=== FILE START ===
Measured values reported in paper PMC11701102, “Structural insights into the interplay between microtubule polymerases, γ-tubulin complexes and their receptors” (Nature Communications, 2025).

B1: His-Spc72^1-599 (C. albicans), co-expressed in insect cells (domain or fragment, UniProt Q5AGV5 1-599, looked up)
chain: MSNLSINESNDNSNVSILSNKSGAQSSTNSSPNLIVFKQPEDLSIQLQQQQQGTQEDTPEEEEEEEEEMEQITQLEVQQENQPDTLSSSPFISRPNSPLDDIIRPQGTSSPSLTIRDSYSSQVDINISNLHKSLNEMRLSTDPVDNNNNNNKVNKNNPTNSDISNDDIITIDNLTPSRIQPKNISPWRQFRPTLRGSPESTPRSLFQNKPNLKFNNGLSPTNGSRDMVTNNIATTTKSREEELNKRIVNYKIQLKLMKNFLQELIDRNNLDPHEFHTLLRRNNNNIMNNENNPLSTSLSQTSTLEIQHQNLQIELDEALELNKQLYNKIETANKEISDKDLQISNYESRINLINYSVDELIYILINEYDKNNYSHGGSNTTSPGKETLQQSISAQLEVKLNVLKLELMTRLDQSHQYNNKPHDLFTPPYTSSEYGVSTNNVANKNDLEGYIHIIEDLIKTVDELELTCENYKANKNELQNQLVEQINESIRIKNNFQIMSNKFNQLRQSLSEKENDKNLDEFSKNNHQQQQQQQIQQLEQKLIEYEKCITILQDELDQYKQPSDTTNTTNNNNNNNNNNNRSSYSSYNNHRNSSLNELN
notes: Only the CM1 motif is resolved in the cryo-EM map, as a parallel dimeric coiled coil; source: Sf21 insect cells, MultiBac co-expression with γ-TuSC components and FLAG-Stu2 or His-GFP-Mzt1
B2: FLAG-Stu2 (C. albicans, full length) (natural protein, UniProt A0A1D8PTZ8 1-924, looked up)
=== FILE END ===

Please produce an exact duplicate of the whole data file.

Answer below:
Measured values reported in paper PMC11701102, “Structural insights into the interplay between microtubule polymerases, γ-tubulin complexes and their receptors” (Nature Communications, 2025).

B1: His-Spc72^1-599 (C. albicans), co-expressed in insect cells (domain or fragment, UniProt Q5AGV5 1-599, looked up)
chain: MSNLSINESNDNSNVSILSNKSGAQSSTNSSPNLIVFKQPEDLSIQLQQQQQGTQEDTPEEEEEEEEEMEQITQLEVQQENQPDTLSSSPFISRPNSPLDDIIRPQGTSSPSLTIRDSYSSQVDINISNLHKSLNEMRLSTDPVDNNNNNNKVNKNNPTNSDISNDDIITIDNLTPSRIQPKNISPWRQFRPTLRGSPESTPRSLFQNKPNLKFNNGLSPTNGSRDMVTNNIATTTKSREEELNKRIVNYKIQLKLMKNFLQELIDRNNLDPHEFHTLLRRNNNNIMNNENNPLSTSLSQTSTLEIQHQNLQIELDEALELNKQLYNKIETANKEISDKDLQISNYESRINLINYSVDELIYILINEYDKNNYSHGGSNTTSPGKETLQQSISAQLEVKLNVLKLELMTRLDQSHQYNNKPHDLFTPPYTSSEYGVSTNNVANKNDLEGYIHIIEDLIKTVDELELTCENYKANKNELQNQLVEQINESIRIKNNFQIMSNKFNQLRQSLSEKENDKNLDEFSKNNHQQQQQQQIQQLEQKLIEYEKCITILQDELDQYKQPSDTTNTTNNNNNNNNNNNRSSYSSYNNHRNSSLNELN
notes: Only the CM1 motif is resolved in the cryo-EM map, as a parallel dimeric coiled coil; source: Sf21 insect cells, MultiBac co-expression with γ-TuSC components and FLAG-Stu2 or His-GFP-Mzt1
B2: FLAG-Stu2 (C. albicans, full length) (natural protein, UniProt A0A1D8PTZ8 1-924, looked up)